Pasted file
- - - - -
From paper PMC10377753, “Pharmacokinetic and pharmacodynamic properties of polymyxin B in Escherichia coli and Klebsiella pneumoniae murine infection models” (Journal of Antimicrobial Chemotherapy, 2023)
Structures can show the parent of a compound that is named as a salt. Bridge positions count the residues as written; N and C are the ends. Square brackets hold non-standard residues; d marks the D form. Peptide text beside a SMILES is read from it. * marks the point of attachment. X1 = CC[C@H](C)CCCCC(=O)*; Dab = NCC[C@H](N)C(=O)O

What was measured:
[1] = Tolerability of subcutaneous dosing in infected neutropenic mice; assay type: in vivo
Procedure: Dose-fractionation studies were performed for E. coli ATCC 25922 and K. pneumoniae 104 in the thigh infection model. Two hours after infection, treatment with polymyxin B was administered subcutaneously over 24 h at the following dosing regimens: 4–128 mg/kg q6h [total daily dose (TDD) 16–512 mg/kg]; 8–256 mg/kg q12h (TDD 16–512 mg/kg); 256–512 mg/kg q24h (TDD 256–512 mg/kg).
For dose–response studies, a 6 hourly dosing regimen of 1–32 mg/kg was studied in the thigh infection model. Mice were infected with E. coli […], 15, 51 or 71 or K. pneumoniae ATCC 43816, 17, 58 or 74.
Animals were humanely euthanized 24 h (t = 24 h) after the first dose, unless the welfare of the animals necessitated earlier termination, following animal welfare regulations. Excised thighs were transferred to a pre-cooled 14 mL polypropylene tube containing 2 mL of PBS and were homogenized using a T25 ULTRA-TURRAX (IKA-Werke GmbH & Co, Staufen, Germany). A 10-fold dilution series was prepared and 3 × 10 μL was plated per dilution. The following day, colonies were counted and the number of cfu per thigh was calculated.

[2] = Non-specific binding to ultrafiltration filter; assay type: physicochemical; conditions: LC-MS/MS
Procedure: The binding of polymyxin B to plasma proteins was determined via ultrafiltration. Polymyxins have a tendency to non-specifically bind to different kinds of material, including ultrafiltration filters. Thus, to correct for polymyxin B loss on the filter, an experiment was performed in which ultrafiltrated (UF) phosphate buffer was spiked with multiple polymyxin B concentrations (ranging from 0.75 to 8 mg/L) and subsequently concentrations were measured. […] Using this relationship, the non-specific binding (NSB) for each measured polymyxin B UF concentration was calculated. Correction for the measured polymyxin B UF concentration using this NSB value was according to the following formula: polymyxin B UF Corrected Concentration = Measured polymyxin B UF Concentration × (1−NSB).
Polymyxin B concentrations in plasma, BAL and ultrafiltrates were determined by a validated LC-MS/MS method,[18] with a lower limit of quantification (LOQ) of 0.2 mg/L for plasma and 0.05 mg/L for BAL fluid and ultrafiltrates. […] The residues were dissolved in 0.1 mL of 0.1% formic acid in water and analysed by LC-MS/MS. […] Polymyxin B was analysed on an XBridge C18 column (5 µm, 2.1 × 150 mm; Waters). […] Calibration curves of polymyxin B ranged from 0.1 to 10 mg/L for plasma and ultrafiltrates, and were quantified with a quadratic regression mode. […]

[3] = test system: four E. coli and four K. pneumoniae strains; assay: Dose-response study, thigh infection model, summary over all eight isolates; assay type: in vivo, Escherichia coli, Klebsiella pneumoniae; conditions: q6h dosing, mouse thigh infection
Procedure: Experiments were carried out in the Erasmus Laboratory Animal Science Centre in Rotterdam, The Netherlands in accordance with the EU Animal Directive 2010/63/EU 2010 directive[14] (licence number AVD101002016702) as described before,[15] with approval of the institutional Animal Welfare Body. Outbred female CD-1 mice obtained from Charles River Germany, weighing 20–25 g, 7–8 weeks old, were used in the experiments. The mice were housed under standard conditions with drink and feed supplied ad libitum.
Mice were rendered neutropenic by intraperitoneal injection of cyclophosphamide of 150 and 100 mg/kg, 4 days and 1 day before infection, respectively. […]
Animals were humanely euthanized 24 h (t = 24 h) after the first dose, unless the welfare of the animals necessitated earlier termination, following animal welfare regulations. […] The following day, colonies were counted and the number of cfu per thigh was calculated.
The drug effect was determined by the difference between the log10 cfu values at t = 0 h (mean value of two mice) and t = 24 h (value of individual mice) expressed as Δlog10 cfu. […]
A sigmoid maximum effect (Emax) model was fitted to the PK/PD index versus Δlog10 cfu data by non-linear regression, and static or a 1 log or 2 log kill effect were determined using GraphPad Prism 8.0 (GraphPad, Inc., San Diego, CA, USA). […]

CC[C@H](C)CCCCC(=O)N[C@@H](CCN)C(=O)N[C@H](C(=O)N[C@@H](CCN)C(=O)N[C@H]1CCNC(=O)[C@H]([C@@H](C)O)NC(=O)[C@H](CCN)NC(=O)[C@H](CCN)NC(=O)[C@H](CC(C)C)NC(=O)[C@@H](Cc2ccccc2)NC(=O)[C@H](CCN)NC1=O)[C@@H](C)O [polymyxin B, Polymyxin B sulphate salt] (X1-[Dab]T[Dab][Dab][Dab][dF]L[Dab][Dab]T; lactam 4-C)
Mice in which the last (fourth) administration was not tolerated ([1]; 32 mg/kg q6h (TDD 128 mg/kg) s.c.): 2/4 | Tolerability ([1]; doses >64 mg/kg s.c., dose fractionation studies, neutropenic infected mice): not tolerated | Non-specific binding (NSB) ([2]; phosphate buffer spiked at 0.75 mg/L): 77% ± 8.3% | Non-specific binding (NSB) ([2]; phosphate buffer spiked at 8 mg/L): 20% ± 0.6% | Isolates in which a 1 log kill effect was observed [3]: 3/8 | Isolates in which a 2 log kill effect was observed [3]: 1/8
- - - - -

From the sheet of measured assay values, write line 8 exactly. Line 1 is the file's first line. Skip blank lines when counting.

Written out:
[2] = Non-specific binding to ultrafiltration filter; assay type: physicochemical; conditions: LC-MS/MS